The Dunnell boys, as were all of the early lake and river men of this lake country, were expert shots.  They, especially Bert, with the Graham brothers of Long Lake, took part in many trap shooting meets.  They won many trophies and at one time held the championship of the world for a five man team. 
        It is a matter of record that here in Grant Township there were at one time more expert trapshooters than at any other place in the world.  This I will write of later. 
        Nearly all of those old expert trapshooters and hunters have left this earth.  They would probably not care for the hunting here today. 
        It was safe to hunt with those men; they were experts in handling guns, they shot to kill game, and seldom missed, and were careful of their fellow men.  This is not always true of the hunters today. 
        The old Dunnell house was destroyed by fire about 1896.  It was rebuilt a few feet to the south, and again operated as a resort for many years. 
        Old Harry died in 1899 and his widow, Cynthia, lived with her sons at the resort until her death. 
        In 1939 the property was sold to Albert Hoffmeyer, and he and his father, John, now operate an auto supply house there.(in the 1950s) 
        Mabel Dunnell had married Charles Tilden in 1890.  Charles was the son of Horace and Winnie Tilden, who ran the old Lakeside Hotel at that time. 
        Mabel and Charles had a daughter, Florence, and twin sons, Horace and Forrest, who were better known as Pete and Dutch.  They were taught to jig when quite young by Frank Gerretsen, and entertained the patrons of the Dunnell house.  They also, of course, were experts at hunting and fishing. Forrest died a few years ago and Horace now lives with his nephew, George, of Kings Island.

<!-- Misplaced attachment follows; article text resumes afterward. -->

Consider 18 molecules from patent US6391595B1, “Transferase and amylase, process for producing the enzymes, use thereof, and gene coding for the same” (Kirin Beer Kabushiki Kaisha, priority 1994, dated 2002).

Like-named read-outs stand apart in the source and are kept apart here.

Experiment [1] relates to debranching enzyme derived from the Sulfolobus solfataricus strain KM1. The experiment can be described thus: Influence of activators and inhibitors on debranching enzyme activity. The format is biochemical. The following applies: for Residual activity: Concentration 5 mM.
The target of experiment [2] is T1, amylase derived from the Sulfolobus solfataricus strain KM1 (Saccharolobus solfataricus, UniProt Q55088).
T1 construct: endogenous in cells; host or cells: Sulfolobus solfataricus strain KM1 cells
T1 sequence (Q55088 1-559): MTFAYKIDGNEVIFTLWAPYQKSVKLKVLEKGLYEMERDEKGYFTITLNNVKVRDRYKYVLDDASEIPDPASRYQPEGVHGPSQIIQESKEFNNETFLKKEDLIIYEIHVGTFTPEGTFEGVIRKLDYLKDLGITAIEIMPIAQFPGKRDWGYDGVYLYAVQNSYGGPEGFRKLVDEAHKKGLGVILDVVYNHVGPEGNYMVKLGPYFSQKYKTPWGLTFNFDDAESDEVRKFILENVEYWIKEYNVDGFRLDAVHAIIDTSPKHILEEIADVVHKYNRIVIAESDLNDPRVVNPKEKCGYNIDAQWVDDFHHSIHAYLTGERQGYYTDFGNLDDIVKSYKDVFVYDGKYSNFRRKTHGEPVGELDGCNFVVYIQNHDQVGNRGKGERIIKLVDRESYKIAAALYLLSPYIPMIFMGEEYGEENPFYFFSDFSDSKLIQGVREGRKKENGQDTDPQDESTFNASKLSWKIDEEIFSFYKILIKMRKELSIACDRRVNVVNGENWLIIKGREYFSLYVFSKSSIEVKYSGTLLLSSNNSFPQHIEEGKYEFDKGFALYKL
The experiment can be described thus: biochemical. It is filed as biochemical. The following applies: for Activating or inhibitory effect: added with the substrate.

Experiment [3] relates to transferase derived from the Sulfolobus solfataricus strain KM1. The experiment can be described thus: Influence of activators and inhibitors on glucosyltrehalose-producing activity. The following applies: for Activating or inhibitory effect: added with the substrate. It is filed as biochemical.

Florence was married to Pete Gendrich.  Pete was a strong man and wrestled in carnivals and circuses.  His wife, Florence, also was a performer in an act using a version of an electric chair.  They had two sons, Charles and George.  They were taught to wrestle in the carnivals when small boys. 
        Florence was burned to death in a fire caused by an explosion of their gasoline stove in their trailer at Pontiac, Ill. in 1923.  They were then traveling with the Ringling Bros. Circus.  Charles now lives in Chicago, and George Gendrich lives at Kings Island. 
        Pete, the father, was said to be quite a man.  He was known to pull automobiles around with his teeth, and was also the first Fox Lake police officer to ride a motorcycle, and served under Frank Gerretsen, who was the town marshal in 1919-1920 under Mayor William Nagle. 
        Mabel separated from Charles Tilden about 1895.  Charles went to northern Wisconsin, and Mabel married Frank Gerretsen. They had two daughters:  Iva, who died in 1956, and Ada, who lives in Fox Lake with her husband, John Anderson.  Frank and Mabel have both passed away. 
        There are today none of the Dunnells living except Ada and Horace, the children of Mabel, and her grandsons, Charles and George Gendrich. 
        The old Dunnell house was quite a place in its day.  The old hunters and trapshooters with their stories and experience, both famous and infamous. The barrels of ducks and fish being shipped to the Chicago hotels.  The mail and supplies coming in on the old steamboats. 
        Old Captain Hill on the Mary Griswold coming up from McHenry blowing from the landings:  three blasts on the whistle for one horse-drawn bus to take off his passengers, or four blasts if more than one bus was needed. Those colorful times of plenty are today but history. 

Linked toSource: S134; Mabel Dunnill